When I point the rifle at someone and start shooting up their character, it gives me a hit of me. See how I am not like Freddy there, or like Terry or Samir? I am constantly putting myself up on that first place winner tier, spraying (non-alcoholic) champagne at everyone…tinged with some acid and maybe some thumb tacks. I am using my words to cut you down at the knees, but more importantly, to bring myself up a notch or two. Nothing screams fear than supreme judgement and condemnation to make myself stand out a bit more.
So when I found this truth in myself and saw how empty and vacant a feeling I had afterwards, I vowed to be more empathetic and follow that old saw about not saying anything if I don’t have anything kind to say. There is also that idea of thinking before speaking (what a concept for a guy like me). To wit, when I am thinking about opening my big trap, I think – is it kind? Is it helpful? Is it necessary? Is it true? Huh? I have to think about these things? Isn’t it just easier to hammer away at the gentle vessel of someone’s character and let someone else pick up the shards of damage?
And for a while, I was quite adept at circumnavigating any sort of interpersonal pot shots and sessions where some one or some others were getting skewered. It felt alien to not be a part of something that came so easily to me and yet, it also felt better not being a part of it. Cleaner, if you will. But like most of my old thinking and behaving, it started to creep back into my life. I found myself taking a shot at this person, a shot at that, taking inventory on that person, judging this, that and the other. It was like putting toxins back into my spirit.
The way this happened is through work, because work is where I struggle with this. As a manager (not of The Office variety), I have to evaluate people on an ongoing manner. I have to keep tabs on performance and adherence to standards. I am friendly with the folks, but at the same time I keep a healthy distance / boundary. For me, the less I know about them personally (i.e. romantic or other private matters), the better. I don’t see them as robots, but I certainly don’t get chummy with them (and this is something new to me, by the way – in my old life, seeking validation from others meant that I didn’t keep proper boundaries). But gossip being what it is, my ears do hear things. The good news is that I am usually the last to know…so that’s a good sign. If I know something, then it’s the worst kept secret.
Trying to separate the personal from the work has been a tricky endeavour for me. In evaluating a person, I take into consideration their attitude as well. And a person’s attitude can be coloured by things not related to work – stress at home, relationship woes, financial worries, etc. So when I hear that so-and-so is acting a certain way because they broke up with a boyfriend, or because they have been out partying three days in a row, or in one instance, arrested at work (I was there), then speculation starts to rise up. The line gets a little blurry for me because now I am talking to my peers about these folks and I hear more details, some salacious, some not, but the common thing is that that person isn’t in the room to defend or attest to anything.
And that’s where I start to feel a little grimy. The spiritual chimney starts collecting soot. And yet, I don’t put the brakes on it either. Ego hold the shoehorn on this little Stitch ‘n’ Bitch session and then feeling good about myself and propping myself up to the fancied or real follies and spectacles of other people’s lives takes hold. The circus is in town and the monkeys are back at it. Flinging poop at each other, seeing what sticks and who’s stinks the most.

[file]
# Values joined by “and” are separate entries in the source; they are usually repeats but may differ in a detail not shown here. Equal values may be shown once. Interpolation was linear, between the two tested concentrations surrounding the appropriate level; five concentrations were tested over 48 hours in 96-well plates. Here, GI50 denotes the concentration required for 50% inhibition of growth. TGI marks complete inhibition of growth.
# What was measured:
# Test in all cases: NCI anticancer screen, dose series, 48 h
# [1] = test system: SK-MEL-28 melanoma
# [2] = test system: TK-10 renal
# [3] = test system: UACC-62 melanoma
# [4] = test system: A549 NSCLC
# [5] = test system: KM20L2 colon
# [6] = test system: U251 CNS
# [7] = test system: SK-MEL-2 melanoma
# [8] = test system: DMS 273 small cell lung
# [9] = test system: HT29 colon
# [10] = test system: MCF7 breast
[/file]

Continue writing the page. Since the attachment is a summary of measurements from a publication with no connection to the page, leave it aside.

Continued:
I can’t blame work, though (did you catch me trying to justify a bit there??). It’s just an excuse. Sure it’s tricky, but I can learn to navigate it, leave the room when needed…just like I used to. It’s just a matter of being horrifically honest and knowing that I do enjoy it at times. Knowing full well that it does feel poisonous to my spirit when I do, kind of like when I used to fire hose adult beverages down my gullet in an attempt to feel “normal”. Trying to fit in at the sake of someone’s battered and bruised character doesn’t bode well for a kind and goodly man of considerate graces. And that certainly isn’t me when I allow my Lower Power to take over.
It is funny that one of the things that I never thought I did – gossip – was also one of the toughest to walk away from. And still be aware of. At home I am much more aware of myself, so I have to manage myself outside of the home. Practice that love and tolerance thing when it’s easy not to. That’s the work, isn’t it? Doing the things you’re supposed to do when it’s the easiest to not do them. It’s easy to be all kind and spiritual when others are watching, or when things are going well. But to grow along spiritual lines when the chips are down, or where temptation is tickling you under the chin? Double down on those cards…it’s gonna be a tough roll of the dice at times. Call my ego’s bluff. Spin the wheel and see if the little ball ends up on an even number so I don’t go all odd on you.
Listen, it’s like anything else…it’s something to be watched and be aware of and pray for the guidance that I need. Listen to others. Follow the lead of those who walk through the landmine-laden fields with the ease and flowiness of a Hair the Musical extra during “Aquarius”. Stay on the right side of the tracks. Be kind to others. Be kind to myself. Live and let live. Grow a little every day. Let the Creator in on my plans and see what He says. I can’t do anything about the inflections and tone of my voice, but I certainly can adjust the inflections and tone of my spirit.
And above all else, I can just put another tape in and start again.